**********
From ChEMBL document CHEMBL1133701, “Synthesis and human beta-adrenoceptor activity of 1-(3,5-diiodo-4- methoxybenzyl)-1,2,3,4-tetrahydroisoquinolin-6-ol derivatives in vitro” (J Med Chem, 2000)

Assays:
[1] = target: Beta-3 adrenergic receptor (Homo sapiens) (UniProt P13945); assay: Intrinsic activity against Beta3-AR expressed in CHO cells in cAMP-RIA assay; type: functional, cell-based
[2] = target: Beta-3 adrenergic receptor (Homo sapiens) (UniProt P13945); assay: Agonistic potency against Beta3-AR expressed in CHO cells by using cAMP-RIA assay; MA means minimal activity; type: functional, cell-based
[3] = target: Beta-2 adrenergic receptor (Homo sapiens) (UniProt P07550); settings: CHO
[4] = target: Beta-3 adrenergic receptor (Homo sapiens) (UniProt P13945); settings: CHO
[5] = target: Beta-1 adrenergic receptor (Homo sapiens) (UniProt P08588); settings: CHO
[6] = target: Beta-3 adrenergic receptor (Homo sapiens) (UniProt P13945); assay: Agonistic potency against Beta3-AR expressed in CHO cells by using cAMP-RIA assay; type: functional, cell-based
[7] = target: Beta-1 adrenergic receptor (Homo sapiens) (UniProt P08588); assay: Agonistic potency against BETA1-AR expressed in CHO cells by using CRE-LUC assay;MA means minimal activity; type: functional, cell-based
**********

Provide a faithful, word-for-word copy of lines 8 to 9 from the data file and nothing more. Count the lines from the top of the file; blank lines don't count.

[6] = target: Beta-3 adrenergic receptor (Homo sapiens) (UniProt P13945); assay: Agonistic potency against Beta3-AR expressed in CHO cells by using cAMP-RIA assay; type: functional, cell-based
[7] = target: Beta-1 adrenergic receptor (Homo sapiens) (UniProt P08588); assay: Agonistic potency against BETA1-AR expressed in CHO cells by using CRE-LUC assay;MA means minimal activity; type: functional, cell-based